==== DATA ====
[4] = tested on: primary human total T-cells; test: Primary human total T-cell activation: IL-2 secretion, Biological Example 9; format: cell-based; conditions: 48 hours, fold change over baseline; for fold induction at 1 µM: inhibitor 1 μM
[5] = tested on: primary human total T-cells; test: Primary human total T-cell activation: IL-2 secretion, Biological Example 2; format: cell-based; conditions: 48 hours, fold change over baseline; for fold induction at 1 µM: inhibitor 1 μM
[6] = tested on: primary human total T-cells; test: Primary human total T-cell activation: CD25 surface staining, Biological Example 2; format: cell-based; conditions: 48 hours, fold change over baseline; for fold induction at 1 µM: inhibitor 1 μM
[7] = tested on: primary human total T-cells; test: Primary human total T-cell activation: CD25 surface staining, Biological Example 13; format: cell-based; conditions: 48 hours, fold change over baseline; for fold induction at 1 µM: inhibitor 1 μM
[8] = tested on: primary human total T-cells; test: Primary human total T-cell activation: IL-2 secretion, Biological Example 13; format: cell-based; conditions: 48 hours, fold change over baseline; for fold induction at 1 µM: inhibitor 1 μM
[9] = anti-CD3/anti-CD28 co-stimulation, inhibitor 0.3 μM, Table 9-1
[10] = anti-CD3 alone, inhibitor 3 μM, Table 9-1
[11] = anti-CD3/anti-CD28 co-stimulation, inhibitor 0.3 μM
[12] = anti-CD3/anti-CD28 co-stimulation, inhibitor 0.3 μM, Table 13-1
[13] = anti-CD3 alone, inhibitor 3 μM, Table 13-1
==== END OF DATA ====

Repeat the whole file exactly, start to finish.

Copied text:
[4] = tested on: primary human total T-cells; test: Primary human total T-cell activation: IL-2 secretion, Biological Example 9; format: cell-based; conditions: 48 hours, fold change over baseline; for fold induction at 1 µM: inhibitor 1 μM
[5] = tested on: primary human total T-cells; test: Primary human total T-cell activation: IL-2 secretion, Biological Example 2; format: cell-based; conditions: 48 hours, fold change over baseline; for fold induction at 1 µM: inhibitor 1 μM
[6] = tested on: primary human total T-cells; test: Primary human total T-cell activation: CD25 surface staining, Biological Example 2; format: cell-based; conditions: 48 hours, fold change over baseline; for fold induction at 1 µM: inhibitor 1 μM
[7] = tested on: primary human total T-cells; test: Primary human total T-cell activation: CD25 surface staining, Biological Example 13; format: cell-based; conditions: 48 hours, fold change over baseline; for fold induction at 1 µM: inhibitor 1 μM
[8] = tested on: primary human total T-cells; test: Primary human total T-cell activation: IL-2 secretion, Biological Example 13; format: cell-based; conditions: 48 hours, fold change over baseline; for fold induction at 1 µM: inhibitor 1 μM
[9] = anti-CD3/anti-CD28 co-stimulation, inhibitor 0.3 μM, Table 9-1
[10] = anti-CD3 alone, inhibitor 3 μM, Table 9-1
[11] = anti-CD3/anti-CD28 co-stimulation, inhibitor 0.3 μM
[12] = anti-CD3/anti-CD28 co-stimulation, inhibitor 0.3 μM, Table 13-1
[13] = anti-CD3 alone, inhibitor 3 μM, Table 13-1